June 29, 2017
From the outside, being part of a family business can appear to be a cakewalk.
“When I tell people I work for my family business, they say, ‘Oh you have it easy. You don’t have to work.’ I kind of look at it the opposite way altogether. I think it motivates me to work harder,” said Taylor Rooke, a 2011 graduate of the MBA program at the West Virginia University College of Business and Economics. “I’m lucky enough to be able to work for my family business. I think the day that I become complacent and I say, ‘Oh, yeah, I don’t have to work as hard because my name is on the door,’ I should probably go look for another job.”
Beginning in 2014, Rooke took on the role as vice president of Rooke Fiduciary Management in Plymouth Meeting, Pennsylvania, a private trust company which specializes in the investment management of publicly held securities and the oversight of a multitude of trust investments.
Rooke emphasized that the MBA program made a significant impact on his life and career, and hopes that same education continues to help students strive to make their dreams come true. One way he is helping to ensure this is through generosity and support in the form of a gift to the MBA program.
“I want to support things that have helped me get to where I am, and so, education is obviously key. I enjoyed and appreciated my opportunity to go [to WVU]. I’m lucky enough to have the opportunity to give back, so to be able to do that is very satisfying for me,” he said. “I think it’s important for people who use the skills, the knowledge and the relationships they’ve learned, in this specific case at an institution, and have gotten success from it, whatever that success may be, to give back to that institution.”
In this business, Rooke says it’s all about the people – there’s plenty of money out there and people trying to put money to work, but the human capital is what is going to either make or break a business.
“I think I’m pretty good at kind of being able to relate to people and build relationships. And that’s something that I value and work to improve on daily,” he said.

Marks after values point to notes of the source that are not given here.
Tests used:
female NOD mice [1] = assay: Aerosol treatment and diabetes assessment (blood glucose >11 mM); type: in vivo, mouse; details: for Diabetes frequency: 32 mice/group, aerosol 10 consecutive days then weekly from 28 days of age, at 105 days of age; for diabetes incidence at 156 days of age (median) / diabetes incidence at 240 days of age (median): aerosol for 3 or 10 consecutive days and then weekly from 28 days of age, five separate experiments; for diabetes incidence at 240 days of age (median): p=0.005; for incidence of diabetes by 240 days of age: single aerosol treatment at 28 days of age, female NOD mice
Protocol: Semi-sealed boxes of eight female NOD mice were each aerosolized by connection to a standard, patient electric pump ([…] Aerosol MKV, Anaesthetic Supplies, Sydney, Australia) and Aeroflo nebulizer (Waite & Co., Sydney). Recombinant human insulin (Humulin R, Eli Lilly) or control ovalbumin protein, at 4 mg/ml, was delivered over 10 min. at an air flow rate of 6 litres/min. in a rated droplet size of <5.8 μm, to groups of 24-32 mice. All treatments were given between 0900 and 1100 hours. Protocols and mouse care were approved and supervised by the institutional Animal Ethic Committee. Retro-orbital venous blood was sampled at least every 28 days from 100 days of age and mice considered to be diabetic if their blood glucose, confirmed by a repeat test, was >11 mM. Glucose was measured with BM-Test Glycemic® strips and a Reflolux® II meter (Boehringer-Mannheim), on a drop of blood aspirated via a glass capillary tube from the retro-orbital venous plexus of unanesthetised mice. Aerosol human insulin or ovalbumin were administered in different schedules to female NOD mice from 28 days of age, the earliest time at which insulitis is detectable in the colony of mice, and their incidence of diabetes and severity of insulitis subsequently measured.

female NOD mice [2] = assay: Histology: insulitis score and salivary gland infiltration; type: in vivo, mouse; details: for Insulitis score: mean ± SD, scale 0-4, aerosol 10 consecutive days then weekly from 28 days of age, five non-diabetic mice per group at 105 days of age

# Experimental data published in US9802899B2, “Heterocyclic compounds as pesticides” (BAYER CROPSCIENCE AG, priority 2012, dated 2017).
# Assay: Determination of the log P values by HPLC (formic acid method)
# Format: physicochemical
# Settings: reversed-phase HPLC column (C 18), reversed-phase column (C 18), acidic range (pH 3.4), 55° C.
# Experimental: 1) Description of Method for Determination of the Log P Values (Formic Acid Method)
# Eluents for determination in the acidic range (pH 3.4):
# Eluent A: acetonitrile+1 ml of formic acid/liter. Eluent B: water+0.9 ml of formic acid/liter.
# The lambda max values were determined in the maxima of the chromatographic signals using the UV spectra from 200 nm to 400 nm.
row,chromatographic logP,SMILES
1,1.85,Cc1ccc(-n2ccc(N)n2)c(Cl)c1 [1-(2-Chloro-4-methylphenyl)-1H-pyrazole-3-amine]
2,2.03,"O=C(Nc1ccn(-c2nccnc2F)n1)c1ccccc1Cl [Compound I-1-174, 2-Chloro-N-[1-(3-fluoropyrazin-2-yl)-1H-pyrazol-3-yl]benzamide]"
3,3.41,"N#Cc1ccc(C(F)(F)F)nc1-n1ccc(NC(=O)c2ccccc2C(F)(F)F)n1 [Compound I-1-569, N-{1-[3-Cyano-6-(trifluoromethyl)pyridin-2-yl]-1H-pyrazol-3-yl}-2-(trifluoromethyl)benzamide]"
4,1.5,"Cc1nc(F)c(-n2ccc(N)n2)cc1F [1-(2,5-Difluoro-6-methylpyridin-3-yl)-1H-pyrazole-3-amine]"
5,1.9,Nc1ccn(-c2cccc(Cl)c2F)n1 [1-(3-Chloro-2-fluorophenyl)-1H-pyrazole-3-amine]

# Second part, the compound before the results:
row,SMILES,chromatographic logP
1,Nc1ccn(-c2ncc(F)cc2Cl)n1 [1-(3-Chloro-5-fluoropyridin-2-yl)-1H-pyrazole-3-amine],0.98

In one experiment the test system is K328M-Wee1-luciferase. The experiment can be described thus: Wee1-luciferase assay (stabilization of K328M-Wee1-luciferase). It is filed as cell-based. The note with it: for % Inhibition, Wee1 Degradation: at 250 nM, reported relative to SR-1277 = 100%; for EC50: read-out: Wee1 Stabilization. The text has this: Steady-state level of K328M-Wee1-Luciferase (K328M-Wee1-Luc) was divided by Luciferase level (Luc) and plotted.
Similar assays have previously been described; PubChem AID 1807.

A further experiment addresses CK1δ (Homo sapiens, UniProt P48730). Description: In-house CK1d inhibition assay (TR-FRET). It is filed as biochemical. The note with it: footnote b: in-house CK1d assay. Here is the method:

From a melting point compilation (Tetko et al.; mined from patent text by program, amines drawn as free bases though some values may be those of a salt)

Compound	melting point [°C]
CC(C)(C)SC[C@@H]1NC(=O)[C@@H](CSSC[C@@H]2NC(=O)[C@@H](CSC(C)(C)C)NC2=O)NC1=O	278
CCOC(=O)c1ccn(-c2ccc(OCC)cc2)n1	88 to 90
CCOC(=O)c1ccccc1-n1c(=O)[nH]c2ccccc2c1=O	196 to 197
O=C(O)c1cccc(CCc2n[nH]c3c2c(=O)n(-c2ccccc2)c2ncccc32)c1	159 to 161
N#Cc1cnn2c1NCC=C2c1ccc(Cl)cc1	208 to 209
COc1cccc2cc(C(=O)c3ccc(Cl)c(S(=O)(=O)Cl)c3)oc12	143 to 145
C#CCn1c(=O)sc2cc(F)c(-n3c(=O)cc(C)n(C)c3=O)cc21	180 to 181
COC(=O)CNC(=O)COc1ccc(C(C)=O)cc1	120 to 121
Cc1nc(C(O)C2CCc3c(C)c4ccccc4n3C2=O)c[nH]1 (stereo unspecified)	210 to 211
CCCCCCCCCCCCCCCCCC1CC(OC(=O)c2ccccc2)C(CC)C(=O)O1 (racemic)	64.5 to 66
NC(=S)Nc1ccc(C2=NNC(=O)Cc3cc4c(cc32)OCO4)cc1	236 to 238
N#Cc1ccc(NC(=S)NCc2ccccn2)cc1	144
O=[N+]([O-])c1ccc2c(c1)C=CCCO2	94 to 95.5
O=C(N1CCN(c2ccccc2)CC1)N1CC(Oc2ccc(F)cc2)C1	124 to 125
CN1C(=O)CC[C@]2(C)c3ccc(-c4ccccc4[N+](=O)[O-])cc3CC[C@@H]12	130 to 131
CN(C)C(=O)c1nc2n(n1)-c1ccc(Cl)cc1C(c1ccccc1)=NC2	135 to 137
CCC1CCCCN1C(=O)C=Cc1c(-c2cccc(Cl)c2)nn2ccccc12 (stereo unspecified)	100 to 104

Prior to joining the family business, Rooke was an analyst for Larsen MacColl Partners in Radnor, Pennsylvania, where he was charged with investing in small business with clear growth opportunities with good management teams.
But taking it back even further, Rooke’s path to the business world was distinct. Growing up around the industry, Rooke said he wasn’t pressured to enter into the financial sector, but that it felt natural. In 2010, he earned his undergraduate from Fairfield University in Fairfield, Connecticut. With the state of the economy at that time, he went directly into the MBA program at B&E.
“Obviously with everything that happened in 2008-09, there weren’t a ton of jobs out there,” he said. “Still, at that point, I didn’t really know what I wanted to do. In talking to my dad, he mentioned, ‘Don’t rush to get into the business world. If you could further your education, that’s great.’”
And that education, Rooke says, combined with his strong work ethic and passion for this line of work, has really played a major role in his path to success.
“I still use many of the skills that I learned [in the MBA program] now. It’s interesting — I think the most helpful information I learned was probably case studies and kind of what not to do versus what to do. You learn just as much from the bad and the good,” he said. “But to be able to get the overall, well-rounded MBA and have a glimpse of everything – it gives you the right foundation to go into the business world and succeed. When I was living it, I didn’t understand or appreciate how much it was going to help. But when I got into the business world, it was very clear how beneficial those things were.”
Rooke’s life is not all about monetary investments; it is also about the investment of time – quality time with his wife, their two-year-old son and the impending arrival of their daughter this September.